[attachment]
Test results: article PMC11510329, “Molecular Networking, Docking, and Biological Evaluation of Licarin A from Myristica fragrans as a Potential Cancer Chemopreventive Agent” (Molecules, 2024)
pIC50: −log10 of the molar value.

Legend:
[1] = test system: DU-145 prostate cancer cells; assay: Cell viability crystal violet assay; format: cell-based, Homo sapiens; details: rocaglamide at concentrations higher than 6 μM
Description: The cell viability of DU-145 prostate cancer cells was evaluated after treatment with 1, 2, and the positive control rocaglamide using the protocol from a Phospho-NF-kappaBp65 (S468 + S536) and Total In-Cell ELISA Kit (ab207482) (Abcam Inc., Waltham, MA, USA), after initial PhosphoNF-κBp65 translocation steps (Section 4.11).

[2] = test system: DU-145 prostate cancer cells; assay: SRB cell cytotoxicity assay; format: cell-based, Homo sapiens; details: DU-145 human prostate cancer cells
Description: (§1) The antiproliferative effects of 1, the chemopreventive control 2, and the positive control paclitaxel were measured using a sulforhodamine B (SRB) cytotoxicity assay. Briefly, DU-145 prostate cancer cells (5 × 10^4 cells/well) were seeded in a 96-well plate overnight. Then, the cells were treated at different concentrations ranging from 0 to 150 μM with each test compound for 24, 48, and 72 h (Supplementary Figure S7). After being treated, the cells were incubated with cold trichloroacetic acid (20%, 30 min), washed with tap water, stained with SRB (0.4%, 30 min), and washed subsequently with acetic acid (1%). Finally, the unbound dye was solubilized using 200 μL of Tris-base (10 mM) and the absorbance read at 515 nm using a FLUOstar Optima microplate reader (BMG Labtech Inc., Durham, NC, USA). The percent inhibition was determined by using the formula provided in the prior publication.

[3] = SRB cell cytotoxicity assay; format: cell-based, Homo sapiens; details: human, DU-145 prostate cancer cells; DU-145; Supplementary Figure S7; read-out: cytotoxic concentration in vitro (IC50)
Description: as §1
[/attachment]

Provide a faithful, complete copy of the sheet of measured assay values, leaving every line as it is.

Test results: article PMC11510329, “Molecular Networking, Docking, and Biological Evaluation of Licarin A from Myristica fragrans as a Potential Cancer Chemopreventive Agent” (Molecules, 2024)
pIC50: −log10 of the molar value.

Legend:
[1] = test system: DU-145 prostate cancer cells; assay: Cell viability crystal violet assay; format: cell-based, Homo sapiens; details: rocaglamide at concentrations higher than 6 μM
Description: The cell viability of DU-145 prostate cancer cells was evaluated after treatment with 1, 2, and the positive control rocaglamide using the protocol from a Phospho-NF-kappaBp65 (S468 + S536) and Total In-Cell ELISA Kit (ab207482) (Abcam Inc., Waltham, MA, USA), after initial PhosphoNF-κBp65 translocation steps (Section 4.11).

[2] = test system: DU-145 prostate cancer cells; assay: SRB cell cytotoxicity assay; format: cell-based, Homo sapiens; details: DU-145 human prostate cancer cells
Description: (§1) The antiproliferative effects of 1, the chemopreventive control 2, and the positive control paclitaxel were measured using a sulforhodamine B (SRB) cytotoxicity assay. Briefly, DU-145 prostate cancer cells (5 × 10^4 cells/well) were seeded in a 96-well plate overnight. Then, the cells were treated at different concentrations ranging from 0 to 150 μM with each test compound for 24, 48, and 72 h (Supplementary Figure S7). After being treated, the cells were incubated with cold trichloroacetic acid (20%, 30 min), washed with tap water, stained with SRB (0.4%, 30 min), and washed subsequently with acetic acid (1%). Finally, the unbound dye was solubilized using 200 μL of Tris-base (10 mM) and the absorbance read at 515 nm using a FLUOstar Optima microplate reader (BMG Labtech Inc., Durham, NC, USA). The percent inhibition was determined by using the formula provided in the prior publication.

[3] = SRB cell cytotoxicity assay; format: cell-based, Homo sapiens; details: human, DU-145 prostate cancer cells; DU-145; Supplementary Figure S7; read-out: cytotoxic concentration in vitro (IC50)
Description: as §1